Research for Writing Screenplays

Have you ever woken up in the morning and said to yourself ‘I want to write a screenplay today’? I know I have, quite often actually. There’s something special about placing words on paper and watching them turn into something magical. But, before you take your favourite pen and start writing, there are a few things you need to prepare beforehand, or at least think about.

First, do you have any idea what you want to write about? If you already have a rough line drawn in your head about what the subject is going to be, that’s great, because you’ve already done part of the work. So then, how can you proceed from here, and refine your vague idea into something worthy of attention? Well, as with anything really, you have to do some research.

Types of research

With regard to the complexity of the research, its depth and indeed its very purpose, the process can be split into two categories. First, there’s the hard research, the nuts and bolts kind of inquiry, which you should use when you’re looking for specific, concrete and objective facts. Who was Prime Minister in 1955? How many litres of gas can you fit into a Toyota Corolla? How does one operate on a patient with appendicitis? This sort of stuff; facts and figures and specific know-how which allows you to become a mini-expert in a certain field, with the purpose of integrating the learned particularities into your project

The other type of research is of a more qualitative nature, and is much less specific and considerably vaguer than the aforementioned process. This is more related to the undertaking of ‘finding’ your film ideas, and it’s a part of a very gradual process of integrating those ideas both with one another and with the overall context. Sometimes you might not know exactly what you’re looking for and two minutes later you might accidentally stumble upon something interesting, that will prompt you to enthusiastically exclaim ‘Oh! That works!’.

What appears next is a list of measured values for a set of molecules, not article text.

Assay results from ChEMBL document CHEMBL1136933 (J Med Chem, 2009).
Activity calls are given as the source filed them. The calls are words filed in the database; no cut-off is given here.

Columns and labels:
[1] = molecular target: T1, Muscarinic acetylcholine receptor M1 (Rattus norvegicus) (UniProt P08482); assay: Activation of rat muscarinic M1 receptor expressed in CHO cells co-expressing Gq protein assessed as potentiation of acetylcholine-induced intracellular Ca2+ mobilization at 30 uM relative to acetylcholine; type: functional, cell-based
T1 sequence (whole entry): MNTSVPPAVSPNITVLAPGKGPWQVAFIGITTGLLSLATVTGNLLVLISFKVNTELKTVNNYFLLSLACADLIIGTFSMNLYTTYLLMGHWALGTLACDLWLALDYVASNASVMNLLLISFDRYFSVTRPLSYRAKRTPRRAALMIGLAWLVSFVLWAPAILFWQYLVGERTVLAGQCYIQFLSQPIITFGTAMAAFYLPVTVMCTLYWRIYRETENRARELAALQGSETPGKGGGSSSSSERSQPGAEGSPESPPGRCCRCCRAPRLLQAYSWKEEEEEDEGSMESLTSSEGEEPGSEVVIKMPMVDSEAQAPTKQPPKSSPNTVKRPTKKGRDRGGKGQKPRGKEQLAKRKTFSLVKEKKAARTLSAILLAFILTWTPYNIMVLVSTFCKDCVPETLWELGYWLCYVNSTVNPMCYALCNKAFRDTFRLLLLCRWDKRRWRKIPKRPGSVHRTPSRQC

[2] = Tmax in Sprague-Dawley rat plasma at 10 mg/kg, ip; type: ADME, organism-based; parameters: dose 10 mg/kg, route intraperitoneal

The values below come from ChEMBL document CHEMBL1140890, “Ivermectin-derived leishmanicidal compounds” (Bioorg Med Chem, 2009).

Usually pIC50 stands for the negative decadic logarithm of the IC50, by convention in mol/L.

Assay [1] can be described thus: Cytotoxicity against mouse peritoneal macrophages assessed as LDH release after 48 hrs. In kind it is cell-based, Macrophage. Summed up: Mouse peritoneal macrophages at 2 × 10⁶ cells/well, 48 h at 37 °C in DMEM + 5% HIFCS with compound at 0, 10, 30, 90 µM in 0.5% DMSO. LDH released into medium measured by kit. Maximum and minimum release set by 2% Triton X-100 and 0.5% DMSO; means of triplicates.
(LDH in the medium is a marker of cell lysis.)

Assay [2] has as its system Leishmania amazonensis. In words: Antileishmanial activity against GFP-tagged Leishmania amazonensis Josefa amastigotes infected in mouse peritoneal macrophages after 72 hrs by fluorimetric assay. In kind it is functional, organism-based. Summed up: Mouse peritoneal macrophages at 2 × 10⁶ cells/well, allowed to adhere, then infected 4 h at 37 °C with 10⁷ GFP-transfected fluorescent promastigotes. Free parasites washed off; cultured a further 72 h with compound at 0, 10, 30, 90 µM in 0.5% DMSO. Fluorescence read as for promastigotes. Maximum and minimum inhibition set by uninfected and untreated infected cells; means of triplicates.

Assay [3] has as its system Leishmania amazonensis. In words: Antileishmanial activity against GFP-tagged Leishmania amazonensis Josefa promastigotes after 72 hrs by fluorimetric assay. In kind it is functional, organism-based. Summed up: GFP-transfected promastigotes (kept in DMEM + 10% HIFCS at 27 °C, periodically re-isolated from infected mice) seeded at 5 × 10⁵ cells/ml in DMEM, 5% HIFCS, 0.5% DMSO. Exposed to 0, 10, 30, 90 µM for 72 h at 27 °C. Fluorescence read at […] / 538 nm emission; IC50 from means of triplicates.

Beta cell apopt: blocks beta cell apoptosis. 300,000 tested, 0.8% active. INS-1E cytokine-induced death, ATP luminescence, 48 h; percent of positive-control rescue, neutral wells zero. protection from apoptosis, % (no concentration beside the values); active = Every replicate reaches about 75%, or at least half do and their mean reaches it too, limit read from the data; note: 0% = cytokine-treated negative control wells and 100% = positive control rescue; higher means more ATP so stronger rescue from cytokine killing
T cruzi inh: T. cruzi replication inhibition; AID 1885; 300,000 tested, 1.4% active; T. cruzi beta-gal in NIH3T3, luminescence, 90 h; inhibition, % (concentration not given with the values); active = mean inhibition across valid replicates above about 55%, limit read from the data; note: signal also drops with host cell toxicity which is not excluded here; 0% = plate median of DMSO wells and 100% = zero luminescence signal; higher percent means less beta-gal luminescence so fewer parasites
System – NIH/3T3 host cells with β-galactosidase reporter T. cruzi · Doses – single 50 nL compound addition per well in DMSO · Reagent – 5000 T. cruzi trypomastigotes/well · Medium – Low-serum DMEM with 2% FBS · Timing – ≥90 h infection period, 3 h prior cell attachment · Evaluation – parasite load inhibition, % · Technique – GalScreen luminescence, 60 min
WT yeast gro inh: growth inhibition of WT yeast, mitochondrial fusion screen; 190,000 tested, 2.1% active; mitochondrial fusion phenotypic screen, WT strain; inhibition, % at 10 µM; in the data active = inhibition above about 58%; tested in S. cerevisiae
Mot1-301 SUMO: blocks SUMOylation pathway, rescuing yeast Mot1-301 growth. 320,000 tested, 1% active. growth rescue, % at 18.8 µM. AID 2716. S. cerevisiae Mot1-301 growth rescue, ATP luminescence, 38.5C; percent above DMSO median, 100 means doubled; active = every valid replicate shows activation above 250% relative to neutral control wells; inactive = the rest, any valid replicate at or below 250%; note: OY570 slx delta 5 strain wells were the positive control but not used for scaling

Depending on the type of research you want to embark on, you’ll have different sources at your disposal. For the hard, fact-checking type, you’ll want to look at reliable sources which are bound to supply you with the correct information. Whether this is Wikipedia, articles from an academic journal or an expert in a particular field, it’s up to you to make the best choice on a case by case basis.

For the second type of research, my only advice to you is to go about your life as you normally would, while keeping your eyes and ears peeled for anything interesting that might pop up. A news report which you overhear while in the waiting room of your dentist’s office might provide you with the right idea to carry on with your project, as might a conversation between the two people seated in front of you on the bus, or a banner ad you see on the street on your way to work. Just like creativity, potential sources of inspiration for ideas are almost infinite.

Make lists

The wonderful and equally annoying thing about the human mind is that it’s capable of coming up with absolutely magnificent ideas, only to completely forget them in an instant. Then you have to spend the rest of the day trying to relive the train of thought which might have led you to having that idea in the first place – and this process is destined to fail more often than not. Therefore, make it a rule to jot down any half-decent idea which crosses your mind, whether it’s an exciting plot twist, a particularly beautiful dialogue line or a song which seems to fit your agenda perfectly. I use a notepad, but you can also do it on your phone, tablet, computer, handkerchief, toilet roll – as long as it can be read sometime in the future, the idea is there, in the real world, as opposed to the complex and winding tunnels of your mind palace.

Talk to people

If observing indirect conversations did not quite cut it, get out in the world and get talking. Even if you’re writing your first screenplay and have no previous experience in the industry whatsoever, don’t worry about not being taken seriously. People love talking about stuff which interest them, so you shouldn’t have such a hard time getting them to share interesting insights with you. And it doesn’t always have to be an interview about something specific: next time you’re hanging out with a couple of friends, simply ask them what they think about this or that. You can decide for yourself if what they respond is usable or not, or whether it could potentially open new avenues you hadn’t thought of at all. This is the wondrous bit about screenwriting: you never know where the grand idea is going to drop from.

Happy writing!



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